To resolve the glut of PhDs who toil in adjunct-faculty jobs while they hope for tenure-track professorships, Daniel Davies prescribes the bracing tonic of the free market: let the universities sell their professorships for whatever price the market will bear. In defense of this proposal, he appeals to tradition:
This isn’t a piece of hypothetical neoliberal Panglossian market-boosterism, despite appearances, it’s a very well thought-out proposal to return to a system that has already been thoroughly tested and worked very well. Commissions to be an officer in the British Army used to be bought and sold in the nineteenth century, and so did “livings” for parish priests. There was even considerable price discrimination; smarter regiments and more agreeable parishes sold for higher prices. Commissions had to be bought from the regiment, but livings for priests were advertised in the classified columns of the Times.The sale of livings has its counterpart in Jewish history. To quote from Marc Shapiro’s Between the Yeshiva World and Modern Orthodoxy: The Life and Works of Rabbi Jehiel Jacob Weinberg, 1884–1966:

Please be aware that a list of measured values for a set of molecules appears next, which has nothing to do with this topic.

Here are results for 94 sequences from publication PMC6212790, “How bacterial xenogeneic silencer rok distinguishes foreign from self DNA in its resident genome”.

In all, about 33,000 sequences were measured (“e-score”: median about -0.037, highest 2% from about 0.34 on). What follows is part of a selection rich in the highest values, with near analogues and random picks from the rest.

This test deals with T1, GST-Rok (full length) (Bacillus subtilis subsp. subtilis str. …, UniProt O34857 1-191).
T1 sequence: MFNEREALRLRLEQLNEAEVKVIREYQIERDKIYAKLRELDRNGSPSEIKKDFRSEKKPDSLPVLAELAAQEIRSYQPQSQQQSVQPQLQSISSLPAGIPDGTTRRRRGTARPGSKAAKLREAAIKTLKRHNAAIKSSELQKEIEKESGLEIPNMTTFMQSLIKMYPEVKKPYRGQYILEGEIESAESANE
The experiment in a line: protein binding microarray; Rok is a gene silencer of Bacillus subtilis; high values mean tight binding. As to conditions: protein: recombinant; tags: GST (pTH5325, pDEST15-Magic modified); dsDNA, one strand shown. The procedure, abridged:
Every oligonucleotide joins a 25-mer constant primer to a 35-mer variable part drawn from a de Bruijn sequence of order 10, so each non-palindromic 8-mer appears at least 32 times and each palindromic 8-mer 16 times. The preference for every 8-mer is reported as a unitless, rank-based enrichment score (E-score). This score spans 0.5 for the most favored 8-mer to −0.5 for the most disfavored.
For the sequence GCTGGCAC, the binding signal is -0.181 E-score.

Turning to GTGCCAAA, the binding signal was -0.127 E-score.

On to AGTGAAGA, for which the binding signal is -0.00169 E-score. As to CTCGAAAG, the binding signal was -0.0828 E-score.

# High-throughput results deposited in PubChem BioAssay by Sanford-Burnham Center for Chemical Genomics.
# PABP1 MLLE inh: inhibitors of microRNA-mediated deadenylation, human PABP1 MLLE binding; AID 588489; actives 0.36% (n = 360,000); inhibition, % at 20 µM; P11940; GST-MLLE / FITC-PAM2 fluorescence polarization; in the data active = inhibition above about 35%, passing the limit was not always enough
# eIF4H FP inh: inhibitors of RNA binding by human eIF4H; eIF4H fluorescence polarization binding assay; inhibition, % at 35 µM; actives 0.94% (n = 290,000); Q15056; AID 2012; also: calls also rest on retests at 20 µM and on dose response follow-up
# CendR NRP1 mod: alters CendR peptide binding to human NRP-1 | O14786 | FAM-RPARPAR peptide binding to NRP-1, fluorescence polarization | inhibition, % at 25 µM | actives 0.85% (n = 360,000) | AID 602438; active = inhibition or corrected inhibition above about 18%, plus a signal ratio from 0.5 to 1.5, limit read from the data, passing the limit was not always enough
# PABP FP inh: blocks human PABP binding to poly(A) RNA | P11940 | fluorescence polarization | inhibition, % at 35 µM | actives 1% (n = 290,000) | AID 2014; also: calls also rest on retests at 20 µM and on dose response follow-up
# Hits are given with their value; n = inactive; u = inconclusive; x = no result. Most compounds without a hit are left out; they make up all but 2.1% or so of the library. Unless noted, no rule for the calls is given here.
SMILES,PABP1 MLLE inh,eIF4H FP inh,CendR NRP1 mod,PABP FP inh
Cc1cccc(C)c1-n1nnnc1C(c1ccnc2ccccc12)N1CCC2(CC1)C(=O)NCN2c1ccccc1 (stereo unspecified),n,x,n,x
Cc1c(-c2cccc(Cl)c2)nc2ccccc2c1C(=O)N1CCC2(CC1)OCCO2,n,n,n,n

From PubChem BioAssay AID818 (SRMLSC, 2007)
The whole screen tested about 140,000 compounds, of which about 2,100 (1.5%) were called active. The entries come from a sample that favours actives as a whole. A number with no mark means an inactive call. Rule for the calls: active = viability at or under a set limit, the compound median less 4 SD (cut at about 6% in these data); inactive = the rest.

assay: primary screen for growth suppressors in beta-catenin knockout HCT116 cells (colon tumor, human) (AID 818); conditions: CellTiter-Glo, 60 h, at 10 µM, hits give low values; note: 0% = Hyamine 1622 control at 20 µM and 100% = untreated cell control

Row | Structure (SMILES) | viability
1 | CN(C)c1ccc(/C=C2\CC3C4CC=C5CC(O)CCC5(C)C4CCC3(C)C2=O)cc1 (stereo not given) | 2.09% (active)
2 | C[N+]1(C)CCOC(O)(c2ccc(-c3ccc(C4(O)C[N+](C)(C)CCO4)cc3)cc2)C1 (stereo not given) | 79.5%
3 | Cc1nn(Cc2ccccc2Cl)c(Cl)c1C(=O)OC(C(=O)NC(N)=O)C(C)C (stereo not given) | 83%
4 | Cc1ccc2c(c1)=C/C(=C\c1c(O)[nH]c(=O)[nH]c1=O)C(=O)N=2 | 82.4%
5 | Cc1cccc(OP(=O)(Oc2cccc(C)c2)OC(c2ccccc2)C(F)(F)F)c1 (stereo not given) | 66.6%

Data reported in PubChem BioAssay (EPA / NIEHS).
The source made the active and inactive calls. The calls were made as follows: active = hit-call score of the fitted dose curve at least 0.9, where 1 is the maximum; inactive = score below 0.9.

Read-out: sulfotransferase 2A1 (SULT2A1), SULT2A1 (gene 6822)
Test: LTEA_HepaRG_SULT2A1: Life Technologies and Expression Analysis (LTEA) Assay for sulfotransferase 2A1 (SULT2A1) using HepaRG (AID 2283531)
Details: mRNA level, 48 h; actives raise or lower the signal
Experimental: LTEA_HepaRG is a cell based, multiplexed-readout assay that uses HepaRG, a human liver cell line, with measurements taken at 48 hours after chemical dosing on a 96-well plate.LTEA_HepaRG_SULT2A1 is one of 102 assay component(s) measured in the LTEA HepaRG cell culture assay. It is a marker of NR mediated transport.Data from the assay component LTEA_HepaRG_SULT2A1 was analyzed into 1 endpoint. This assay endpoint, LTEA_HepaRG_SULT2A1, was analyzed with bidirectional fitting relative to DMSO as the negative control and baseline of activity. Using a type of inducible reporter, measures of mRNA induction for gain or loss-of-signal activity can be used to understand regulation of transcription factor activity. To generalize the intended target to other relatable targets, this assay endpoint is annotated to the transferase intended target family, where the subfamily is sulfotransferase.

[T]he outright purchase of positions of religious leadership…is even referred to in the Talmud and its prohibition is recorded in the standard legal codes. Yet despite all the criticism, and a number of herems promulgated forbidding the sale of rabbinic offices…it nevertheless remained a common practice and is often referred to in rabbinic literature. In the nineteenth century Rabbi Solomon Judah Rapoport (1790–1867) referred with pride to the fact that he had broken with the universal practice and refused to shower the community leaders with presents in order to ensure his appointment. By this time the purchase of rabbinic positions had become so prevalent that two leading halakhists, Rabbi Isaac Schmelkes (1828–1906) and Rabbi Shalom Schwadron (1835–1911), were led to defend it…. In the early twentieth century there is at least one example of a rabbi actually advertising in the newspaper for another rabbi, any rabbi, to buy his position from the community.For more comments on Davies’s proposal, see the Invisible Adjunct; for more details on the nineteenth-century market for English pulpits, see Jam Today.